Let Me Tweet This PowerPoint To You On Facebook

I’ve been advised not to tweet about Twitter.  I get annoyed at invites to join Facebook groups about Facebook.  I understand the retribution if you Fark your own link.  But PowerPoint presentations about PowerPoint?  Hilarious!  You might be asking yourself right now, what the heck does PowerPoint have to do with various social media outlets?  With the advent of useful tools like Webex and GotoMeeting, PowerPoint can have the same immediate effects of Social Media tools when used correctly.  A good PowerPoint presentation can enhance your marketing arguments and call your audience to action.  However, the only action most .PPT presentations call us to is the desire for a solid afternoon nap.

As a former public speaking instructor, and someone who has had the pleasure of sitting through hundreds of “white paper” style marketing PowerPoints from one of the world’s largest and most respected Information Technology companies, I have one simple request.  Stop hurting my brain with your presentations.  PowerPoint is really a magnification tool—it can make a good presentation better, or more often, make a bad presentation worse.

All is not lost, even if you slept through my Public Communication class when you were an undergrad.  Here are a few useful tips for making your PowerPoint better:

Have a thesis.

I know this sounds like a painful school exercise, but if you can’t boil the point of your presentation down to one sentence then you aren’t ready to create it.  You will be mired in a Florida swampland of ideas and concepts with no focus for you or your audience.  This sentence should be brief and to the point.

Prepare your speech before you open PowerPoint.

Open Word, or Excel if you are a geek like me, and create an outline before you even think about touching PowerPoint.  PowerPoint’s strong suit is not helping you organize a presentation.  It’s not designed to do that.  So don’t.  If I am in your audience, I might even give you a hug for doing it.

Think about your audience

Even with my shoes and socks off, I can’t count the number of PowerPoint presentations where the speaker grabbed 5-10 canned marketing slides, 10-15 technical slides, 5 more sales slides and then added a couple of IDC surveys to some slides.  This doesn’t make sense for anyone.  Think about the people you are presenting to and meet that audience’s expectation.  You’ll find you generate more meaning than if you create one presentation and try to fit that to the audience.

If it can stand on it’s own in an email, don’t present it.

“Oh, you missed the presentation?  I’ll just forward it to you and it will make sense.”  This is bad.  BAD!  If you don’t need to present and engage your audience aloud, you’ve marginalized your usefulness.  Mailing out a PowerPoint after the fact is fine, if it’s meant to remind audience members of what you had to say.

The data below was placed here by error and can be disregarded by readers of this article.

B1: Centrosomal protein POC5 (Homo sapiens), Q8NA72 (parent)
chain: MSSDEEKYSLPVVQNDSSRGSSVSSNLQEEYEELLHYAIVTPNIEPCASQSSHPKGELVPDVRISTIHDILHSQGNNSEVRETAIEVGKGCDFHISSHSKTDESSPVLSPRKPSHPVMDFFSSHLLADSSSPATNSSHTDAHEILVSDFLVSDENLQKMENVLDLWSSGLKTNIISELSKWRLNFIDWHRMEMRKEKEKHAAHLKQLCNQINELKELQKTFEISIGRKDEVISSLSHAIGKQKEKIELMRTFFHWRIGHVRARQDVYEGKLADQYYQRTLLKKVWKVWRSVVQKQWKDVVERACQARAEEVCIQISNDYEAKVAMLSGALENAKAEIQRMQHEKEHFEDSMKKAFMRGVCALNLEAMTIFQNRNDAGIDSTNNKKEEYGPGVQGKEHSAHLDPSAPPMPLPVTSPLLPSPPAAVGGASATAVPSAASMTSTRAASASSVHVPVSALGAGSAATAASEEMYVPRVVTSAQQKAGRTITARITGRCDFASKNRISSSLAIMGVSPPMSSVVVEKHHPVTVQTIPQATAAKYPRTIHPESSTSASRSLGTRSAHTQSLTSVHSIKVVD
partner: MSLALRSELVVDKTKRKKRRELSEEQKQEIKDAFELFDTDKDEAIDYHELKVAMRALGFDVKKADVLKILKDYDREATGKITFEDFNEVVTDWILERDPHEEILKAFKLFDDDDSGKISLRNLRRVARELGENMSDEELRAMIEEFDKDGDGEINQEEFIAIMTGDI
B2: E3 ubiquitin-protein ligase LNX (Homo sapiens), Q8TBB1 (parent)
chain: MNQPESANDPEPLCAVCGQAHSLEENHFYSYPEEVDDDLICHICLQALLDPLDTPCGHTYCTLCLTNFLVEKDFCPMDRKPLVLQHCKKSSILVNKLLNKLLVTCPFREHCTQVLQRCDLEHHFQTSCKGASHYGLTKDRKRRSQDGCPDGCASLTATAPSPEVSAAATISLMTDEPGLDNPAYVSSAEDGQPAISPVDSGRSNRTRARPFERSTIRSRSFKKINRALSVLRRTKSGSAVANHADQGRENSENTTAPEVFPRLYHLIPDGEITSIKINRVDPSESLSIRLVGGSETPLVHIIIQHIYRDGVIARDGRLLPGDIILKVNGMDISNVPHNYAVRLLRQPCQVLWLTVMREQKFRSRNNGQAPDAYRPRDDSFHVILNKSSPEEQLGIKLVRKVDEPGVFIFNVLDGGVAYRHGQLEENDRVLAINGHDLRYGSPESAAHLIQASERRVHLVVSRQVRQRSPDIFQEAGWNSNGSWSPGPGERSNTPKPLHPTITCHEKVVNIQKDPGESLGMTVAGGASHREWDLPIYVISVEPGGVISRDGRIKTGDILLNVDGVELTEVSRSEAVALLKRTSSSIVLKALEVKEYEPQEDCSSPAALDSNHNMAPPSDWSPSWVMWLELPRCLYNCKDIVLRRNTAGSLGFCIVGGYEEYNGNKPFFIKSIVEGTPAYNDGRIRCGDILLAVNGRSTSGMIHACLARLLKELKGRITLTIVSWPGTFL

36-24-18

36 is the header.  24 is the sub header. 18 are the points.  Shrinking the font means there is too much on the slide.  Any smaller than 18 and your audience either won’t be able to read it on a projector screen, or worse, they are reading it on their computer and not listening to you.

If you think it is nifty, it probably isn’t.

Sound effects, animated gifs and the like might seem amusing at your desk, but in presentations they come off as silly or distracting.  If I want to hear applause at the end of your presentation, I’ll clap.  Animations or sound effects also need to be properly timed and if you are violating this tip it’s likely you aren’t practicing enough to have them work for you.

Have a real outline to your presentation.

Most presenters claim they won’t read their slides, and yet they all do.  It’s like that New Year’s resolution that is broken by January 3rd.  Reading the slides is boring.  Think about all the PowerPoints you’ve been through in your life. Now think of how many of them were dull because the presenter read, then examine how many times you’ve read a PPT to others.

Have an introduction and conclusion.

“My presentation is about” is not compelling.  Really it’s not.  Seriously.  I am not joking.  Find a way to relate to your audience and get them interested in what they have to say.  The wife once began a presentation with, “I tried to find something funny about this topic to start my presentation, but honestly there’s nothing funny about it at all.”  You know what?  Everyone laughed at her joke, the audience perked up and she relaxed.  All with a silly little joke.  It’s amazing how much a little effort to connect with the audience can go a long way to improving a presentation.  The conclusion gives a final chance to remind the audience of what they need to do, to really drive home your thesis (did you notice what I did just there?).

We are not going to have better PowerPoint presentations overnight.  However, a few simple things can go a long way to create better communication between you and your audience and improve your chances of getting your message across, and not just making them wish for cookies, milk and a blue mat on the floor.

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One Response to “Let Me Tweet This PowerPoint To You On Facebook”

  1. [...] 2009, I wrote about some basic suggestions for giving better presentations, but I think it might be time to revisit this since nearly every [...]

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